Newest Review: ... be another death. However, when he arrives at the scene he snatches a glimpse of the body: the shoes and socks look sickeningly familiar.... more
A Hefty Slab of Scottish Noir
Hit and Run - Doug Johnstone
Member Name: fizzywizzy
Hit and Run - Doug Johnstone
Advantages: Gloriously grisly; great characters; just brilliant
Disadvantages: None that I noticed
The next morning, hung-over and in pain from injuries he himself sustained during the accident, Billy swallows another handful of pills before meeting his boss, Rose, at Salisbury Crags where the body of a notorious local gang-leader has been found. Billy breathes a sigh of relief; this wasn't where they dumped the man he hit so it must be another death. However, when he arrives at the scene he snatches a glimpse of the body: the shoes and socks look sickeningly familiar. If the body was found at this spot then the man couldn't have been dead and must have dragged himself to this spot before finally dying. What should Billy do? He has a story to write but he knows that he really ought to hand himself in. As the fear, the guilt and the drugs start to take their toll Billy sinks into an abyss from which there surely can't be any way back.
Frank Whitehouse, everyone agrees, wasn't the sort of man to kill himself so someone must have murdered him. Sworn rivals the Mackie brothers are top of the police's list of suspects but there's no way they are going to cop for something they didn't do. Only Billy knows the truth and when, looking for a scoop for the paper, he falls for the charms of Whitehouse's widow his problems only get worse.
Having read and loved Doug Johnstone's previous novel 'Smokeheads' last year my expectations for 'Hit & Run' were high: I was not disappointed. The novels have much in common, both portraying, at an unrelenting breakneck pace, the aftermath of one moment of madness. That the story is going to end badly is never in doubt: this is a story there can't really be a happy ending to but Johnstone leaves his readers wondering just how bad things can possibly get as Billy lurches from one disaster to the next.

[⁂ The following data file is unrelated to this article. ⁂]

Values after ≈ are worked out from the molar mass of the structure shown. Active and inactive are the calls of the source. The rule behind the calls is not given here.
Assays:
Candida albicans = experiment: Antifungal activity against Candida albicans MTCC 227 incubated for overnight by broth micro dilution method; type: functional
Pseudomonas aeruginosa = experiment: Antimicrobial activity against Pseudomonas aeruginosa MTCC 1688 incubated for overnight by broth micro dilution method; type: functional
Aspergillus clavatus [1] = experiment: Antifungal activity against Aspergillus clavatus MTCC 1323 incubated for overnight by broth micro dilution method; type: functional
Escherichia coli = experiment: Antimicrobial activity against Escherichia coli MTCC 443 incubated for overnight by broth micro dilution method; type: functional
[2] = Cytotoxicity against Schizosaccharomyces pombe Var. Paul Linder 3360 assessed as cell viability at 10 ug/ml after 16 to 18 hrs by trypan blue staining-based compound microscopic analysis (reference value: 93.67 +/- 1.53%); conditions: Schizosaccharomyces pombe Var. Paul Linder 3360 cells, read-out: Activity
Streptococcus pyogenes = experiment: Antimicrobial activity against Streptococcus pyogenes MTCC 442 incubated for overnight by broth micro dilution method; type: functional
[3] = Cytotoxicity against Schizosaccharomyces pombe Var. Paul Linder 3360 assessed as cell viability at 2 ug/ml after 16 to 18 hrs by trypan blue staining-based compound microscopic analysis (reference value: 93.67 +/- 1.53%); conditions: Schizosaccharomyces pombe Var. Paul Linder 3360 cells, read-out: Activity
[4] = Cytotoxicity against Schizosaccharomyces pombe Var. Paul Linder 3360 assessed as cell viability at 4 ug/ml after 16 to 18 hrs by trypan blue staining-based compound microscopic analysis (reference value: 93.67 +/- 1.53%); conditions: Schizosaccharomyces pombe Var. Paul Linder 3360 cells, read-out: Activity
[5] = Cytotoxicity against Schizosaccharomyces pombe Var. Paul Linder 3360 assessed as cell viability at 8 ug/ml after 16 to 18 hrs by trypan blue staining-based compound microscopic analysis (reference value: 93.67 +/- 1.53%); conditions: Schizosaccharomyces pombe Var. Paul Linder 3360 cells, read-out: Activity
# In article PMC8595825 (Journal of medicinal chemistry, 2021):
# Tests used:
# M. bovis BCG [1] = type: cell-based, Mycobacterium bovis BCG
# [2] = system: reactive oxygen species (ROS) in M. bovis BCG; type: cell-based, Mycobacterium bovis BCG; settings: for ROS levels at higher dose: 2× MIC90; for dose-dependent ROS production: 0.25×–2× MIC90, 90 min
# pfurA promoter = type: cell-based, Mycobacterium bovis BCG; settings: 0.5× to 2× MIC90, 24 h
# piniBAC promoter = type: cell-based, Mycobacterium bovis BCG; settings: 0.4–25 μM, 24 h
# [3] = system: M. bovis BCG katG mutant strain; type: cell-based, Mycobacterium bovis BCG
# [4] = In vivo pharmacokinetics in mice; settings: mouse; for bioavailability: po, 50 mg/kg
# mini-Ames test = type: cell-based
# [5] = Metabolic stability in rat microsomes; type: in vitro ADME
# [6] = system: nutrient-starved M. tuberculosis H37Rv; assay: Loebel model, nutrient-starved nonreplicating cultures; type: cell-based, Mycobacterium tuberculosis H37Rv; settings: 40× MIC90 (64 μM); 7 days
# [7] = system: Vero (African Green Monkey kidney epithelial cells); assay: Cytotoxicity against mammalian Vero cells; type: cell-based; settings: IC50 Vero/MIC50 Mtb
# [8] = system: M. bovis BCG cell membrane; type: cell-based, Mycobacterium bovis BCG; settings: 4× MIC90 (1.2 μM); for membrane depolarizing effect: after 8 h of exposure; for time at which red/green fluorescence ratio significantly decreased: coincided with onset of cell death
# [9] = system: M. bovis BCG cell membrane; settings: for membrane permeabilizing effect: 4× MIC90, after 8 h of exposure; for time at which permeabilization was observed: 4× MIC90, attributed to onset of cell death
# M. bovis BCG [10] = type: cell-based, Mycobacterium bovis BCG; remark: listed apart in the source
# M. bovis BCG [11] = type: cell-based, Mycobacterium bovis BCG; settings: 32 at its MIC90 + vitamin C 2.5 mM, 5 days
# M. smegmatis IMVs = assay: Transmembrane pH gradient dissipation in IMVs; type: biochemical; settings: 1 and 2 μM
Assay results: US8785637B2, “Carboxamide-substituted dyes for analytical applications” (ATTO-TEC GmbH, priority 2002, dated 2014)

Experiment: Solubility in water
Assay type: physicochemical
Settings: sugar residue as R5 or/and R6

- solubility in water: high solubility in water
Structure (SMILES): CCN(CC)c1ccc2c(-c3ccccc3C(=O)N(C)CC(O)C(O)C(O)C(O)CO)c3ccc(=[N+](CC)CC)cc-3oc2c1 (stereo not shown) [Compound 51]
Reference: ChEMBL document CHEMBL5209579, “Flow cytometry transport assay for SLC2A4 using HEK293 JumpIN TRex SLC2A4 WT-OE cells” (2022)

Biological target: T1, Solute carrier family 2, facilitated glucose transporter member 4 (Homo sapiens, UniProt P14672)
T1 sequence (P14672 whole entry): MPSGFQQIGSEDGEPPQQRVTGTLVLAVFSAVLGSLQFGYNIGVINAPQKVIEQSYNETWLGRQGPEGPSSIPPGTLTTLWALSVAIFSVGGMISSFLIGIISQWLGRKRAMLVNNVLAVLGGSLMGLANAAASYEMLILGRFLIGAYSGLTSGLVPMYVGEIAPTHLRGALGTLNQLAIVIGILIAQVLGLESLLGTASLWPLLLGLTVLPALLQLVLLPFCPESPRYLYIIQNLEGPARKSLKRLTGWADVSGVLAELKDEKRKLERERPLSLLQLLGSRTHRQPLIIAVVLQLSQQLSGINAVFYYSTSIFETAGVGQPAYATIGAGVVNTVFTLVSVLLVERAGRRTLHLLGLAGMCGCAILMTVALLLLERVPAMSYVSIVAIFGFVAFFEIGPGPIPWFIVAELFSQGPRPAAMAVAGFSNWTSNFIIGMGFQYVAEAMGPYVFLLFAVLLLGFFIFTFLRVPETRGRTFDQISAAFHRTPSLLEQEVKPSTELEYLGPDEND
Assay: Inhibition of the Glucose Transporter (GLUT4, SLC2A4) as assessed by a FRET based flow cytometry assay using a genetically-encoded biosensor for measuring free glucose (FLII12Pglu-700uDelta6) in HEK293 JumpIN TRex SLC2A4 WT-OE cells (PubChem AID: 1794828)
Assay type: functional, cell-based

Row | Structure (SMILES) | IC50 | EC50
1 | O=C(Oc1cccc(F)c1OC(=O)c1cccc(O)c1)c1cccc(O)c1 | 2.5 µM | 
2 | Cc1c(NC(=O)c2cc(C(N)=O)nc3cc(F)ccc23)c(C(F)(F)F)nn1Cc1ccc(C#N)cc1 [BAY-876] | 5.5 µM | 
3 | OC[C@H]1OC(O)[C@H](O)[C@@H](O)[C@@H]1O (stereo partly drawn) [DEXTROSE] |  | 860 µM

In Billy Blackmore Johnstone has created a character who really messes with your head. He's a drunk driver and for that there can be no excuse but there's something about him that makes you want everything to work out for him, or at least not get any worse. The fact that the dead man is a gangster with a reputation for extreme violence almost automatically puts you on Billy's side, a feeling that grows stronger as the journalist delves deeper into Whitehouse's affairs.
As dark and occasionally brutal, as 'Hit & Run' may be, there are also pockets of humour; Johnstone has a fine ear for dialogue and captures the essence of Scottish banter, especially in the relationship between Billy and Rose. I loved that against all the chaos and violence Billy acquires a dog; popping more pills than all the patients on a neurology ward and spiralling fast towards a complete breakdown, the idea of Billy taking on a dog that needs to be looked after is darkly comedic. Staggering around Edinburgh and moving increasingly further from reality as he trails the poor dog around, Billy reminded me of those poor characters from the films of Shane Meadows, tragic anti-heroes that we end up rooting for.
Johnstone tells this story with admirable economy; he sets up characters quickly so as not to interrupt the blistering pace at which this story is played out. Even the flashbacks that describe the brothers' childhood illuminate our understanding of their relationship without distracting from the main event. Johnstone himself is almost journalistic in the way he includes only what needs to be in the story, yet at the same time captures those details which make this tale so vivid and believable.
Doug Johnstone can cut it with the very best of the Scottish noir set. I can't wait to find out what he's got up his sleeve. If it's half as good as 'Hit & Run' it's going to be a treat.
I was fortunate to spot this on promotion on bought the Kindle edition for just 99 Pence. The Kindle edition is now priced at £4.74 and the paperback at £5.27 (Prices correct on 16th April 2013). According to Faber & Faber, the publishers, the paperback edition has 272 pages
Summary: Killing a man is just the start of Billy Blackmore's problems.....